From time to time, issues come along in politics which annoy the hell out of the general public.
You realise this by the volume of texts you get to your phone after the story is broken and by the level of engagement on social media.
The Katherine Zappone story this week is one such example.
From the moment therevealed her appointment as special envoy for freedom of expression, a vocal discussion has ensued.
Attempts by Mr Martin yesterday to downplay the appointment row were about as convincing as his authority over his Government.
Not for the first time, he was given poor and shoddy notice of an intended appointment by his Fine Gael Cabinet colleagues. Echoes of the highly dubious appointment of Seamus Woulfe to the Supreme Court a year ago are ringing loudly in our ears.
So, it now transpires that Ms Zappone, the former TD for Dublin South-West and Minister for Children, lobbied her former Cabinet colleague Simon Coveney for this paid gig, worth an estimated €15,000 a year.
Mr Coveney then approached his party leader, Tánaiste Leo Varadkar, who approved of the matter and it was agreed that it should go to Cabinet on Tuesday for full approval.
Now, what normally happens is that the names of those being proposed are shared at advisor level, and Mr Martin should have been informed of the proposed name by Mr Varadkar at their leaders’ meeting on Monday.
While the Cabinet memorandum did include mention of the position of special envoy on freedom of expression, what it did not include was Ms Zappone’s name.
So, at Cabinet on Tuesday, when Mr Coveney revealed the name, the Taoiseach had been left “blindsided” and was, according to sources, “not best pleased” as we revealed yesterday.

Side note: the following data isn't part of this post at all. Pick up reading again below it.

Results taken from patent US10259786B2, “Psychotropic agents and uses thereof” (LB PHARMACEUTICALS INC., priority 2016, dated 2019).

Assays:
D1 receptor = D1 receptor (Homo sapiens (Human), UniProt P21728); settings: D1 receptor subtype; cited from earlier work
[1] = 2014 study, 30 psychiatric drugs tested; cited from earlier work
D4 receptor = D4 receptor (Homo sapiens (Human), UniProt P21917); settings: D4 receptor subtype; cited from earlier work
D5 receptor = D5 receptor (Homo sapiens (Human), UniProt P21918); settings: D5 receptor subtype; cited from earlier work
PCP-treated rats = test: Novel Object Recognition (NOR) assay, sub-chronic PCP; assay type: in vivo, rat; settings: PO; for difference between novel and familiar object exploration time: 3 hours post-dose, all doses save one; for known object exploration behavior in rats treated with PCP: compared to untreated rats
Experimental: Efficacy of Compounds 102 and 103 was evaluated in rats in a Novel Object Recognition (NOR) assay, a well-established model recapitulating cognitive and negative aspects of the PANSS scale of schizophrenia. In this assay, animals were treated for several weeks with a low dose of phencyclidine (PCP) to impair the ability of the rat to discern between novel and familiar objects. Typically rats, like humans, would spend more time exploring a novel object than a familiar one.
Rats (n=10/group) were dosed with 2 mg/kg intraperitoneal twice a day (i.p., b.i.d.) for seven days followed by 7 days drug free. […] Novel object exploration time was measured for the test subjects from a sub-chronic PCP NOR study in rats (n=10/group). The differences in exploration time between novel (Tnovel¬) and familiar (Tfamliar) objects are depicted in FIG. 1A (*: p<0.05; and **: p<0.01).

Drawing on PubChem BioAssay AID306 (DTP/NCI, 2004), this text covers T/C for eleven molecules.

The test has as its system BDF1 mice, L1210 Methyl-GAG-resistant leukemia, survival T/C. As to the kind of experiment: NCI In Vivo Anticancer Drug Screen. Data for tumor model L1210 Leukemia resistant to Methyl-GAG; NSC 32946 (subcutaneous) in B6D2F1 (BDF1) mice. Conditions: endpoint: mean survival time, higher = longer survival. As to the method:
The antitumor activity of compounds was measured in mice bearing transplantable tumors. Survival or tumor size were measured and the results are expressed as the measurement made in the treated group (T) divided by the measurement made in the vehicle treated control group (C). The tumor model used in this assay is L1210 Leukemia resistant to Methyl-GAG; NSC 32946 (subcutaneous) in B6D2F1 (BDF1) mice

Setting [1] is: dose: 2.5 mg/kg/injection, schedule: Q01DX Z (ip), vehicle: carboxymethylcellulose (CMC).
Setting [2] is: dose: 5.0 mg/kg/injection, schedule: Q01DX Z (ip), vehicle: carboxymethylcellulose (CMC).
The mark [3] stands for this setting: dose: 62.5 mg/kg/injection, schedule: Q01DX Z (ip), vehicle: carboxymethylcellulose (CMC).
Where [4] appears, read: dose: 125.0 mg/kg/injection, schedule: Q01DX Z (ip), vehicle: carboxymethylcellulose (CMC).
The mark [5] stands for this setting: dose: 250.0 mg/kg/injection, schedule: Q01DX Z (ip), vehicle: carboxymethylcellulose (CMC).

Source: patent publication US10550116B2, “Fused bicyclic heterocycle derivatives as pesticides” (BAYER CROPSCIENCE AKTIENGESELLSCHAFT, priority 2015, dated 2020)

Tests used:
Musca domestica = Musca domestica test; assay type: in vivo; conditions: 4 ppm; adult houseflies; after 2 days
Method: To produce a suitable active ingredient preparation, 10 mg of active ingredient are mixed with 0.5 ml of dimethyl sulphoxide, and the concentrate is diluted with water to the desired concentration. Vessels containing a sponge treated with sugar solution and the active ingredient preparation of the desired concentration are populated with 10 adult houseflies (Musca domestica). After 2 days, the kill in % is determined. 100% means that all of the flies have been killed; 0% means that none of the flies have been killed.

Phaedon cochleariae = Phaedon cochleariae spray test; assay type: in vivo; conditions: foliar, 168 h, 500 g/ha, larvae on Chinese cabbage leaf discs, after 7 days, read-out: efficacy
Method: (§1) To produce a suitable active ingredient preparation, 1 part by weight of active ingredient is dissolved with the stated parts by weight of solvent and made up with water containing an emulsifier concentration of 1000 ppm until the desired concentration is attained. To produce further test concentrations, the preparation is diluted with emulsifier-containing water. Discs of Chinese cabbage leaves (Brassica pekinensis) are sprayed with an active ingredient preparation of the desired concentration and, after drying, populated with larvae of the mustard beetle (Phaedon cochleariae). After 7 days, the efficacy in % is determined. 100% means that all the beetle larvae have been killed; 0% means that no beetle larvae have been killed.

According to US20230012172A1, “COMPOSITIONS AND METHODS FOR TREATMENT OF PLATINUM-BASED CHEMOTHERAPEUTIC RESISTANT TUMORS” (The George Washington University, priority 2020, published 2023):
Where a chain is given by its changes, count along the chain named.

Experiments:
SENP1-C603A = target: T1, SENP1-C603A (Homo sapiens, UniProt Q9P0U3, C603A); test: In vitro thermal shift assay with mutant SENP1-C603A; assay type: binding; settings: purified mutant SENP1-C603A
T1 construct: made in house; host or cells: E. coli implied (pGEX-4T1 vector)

Mr Martin openly asked Mr Coveney about the merits of the envoy role and whether it was appropriate.
There was no detailed discussion as to pay or the upward impact the two-year role would have on Ms Zappone’s ministerial pension.
At the Botanic Gardens yesterday, he sought to chart a middle course of giving Mr Coveney a gentle wrap on the knuckles, but at the same time lauding Ms Zappone’s pedigree.
He said it was an “oversight” from Mr Coveney not to inform him in advance, but it was “time to move on”.
This middle ground was described by some of Mr Martin’s own TDs as weak. They have argued that he either should have backed it to the hilt and own the issue, or blocked it outright.
By trying to absolve himself from it while allowing it to proceed comes off as duplicitous and feeble, they have said.
Yet despite besting the Taoiseach on this matter, all is not well either within Fine Gael.
A succession of TDs, senators, and councillors have made it known as to their deep unhappiness at the appointment.
Many see Ms Zappone as playing a role in the demise of Enda Kenny, and to see her elevated to a paid position, on the appearance of simply asking for the role, is causing a considerable amount of angst internally.
For his part, Mr Varadkar issued a kind of mea culpa on the issue, accepting the Taoiseach should have been informed.
He said that there was a procedure whereby the names of such appointments were flagged during Cabinet meetings, but in this case that had not happened. He acknowledged that he or Mr Coveney should have informed the Taoiseach of the appointment, but that had not happened.
He dismissed as “nonsense” the suggestion that the appointment of Ms Zappone as UN special envoy was “cronyism”. There had been 46 items on the agenda at that meeting “of much greater importance” which was why the matter had fallen through, he said.
He said he understood that Ms Zappone had approached Mr Coveney about the position as she was now based in New York. She was one of the most qualified people for the job, he said.
Not for the first time, Mr Martin is now, because of his failure to stamp his authority over his Cabinet, under fire for a mess not of his making.
Also, Mr Martin and Eamon Ryan also have left a golden opportunity to exercise leverage over Fine Gael go past them.
The bottom line is that Fine Gael, for the second time, have rammed an appointment through in an unseemly fashion, and while they have rejected accusations of cronyism, it is hard to escape that conclusion.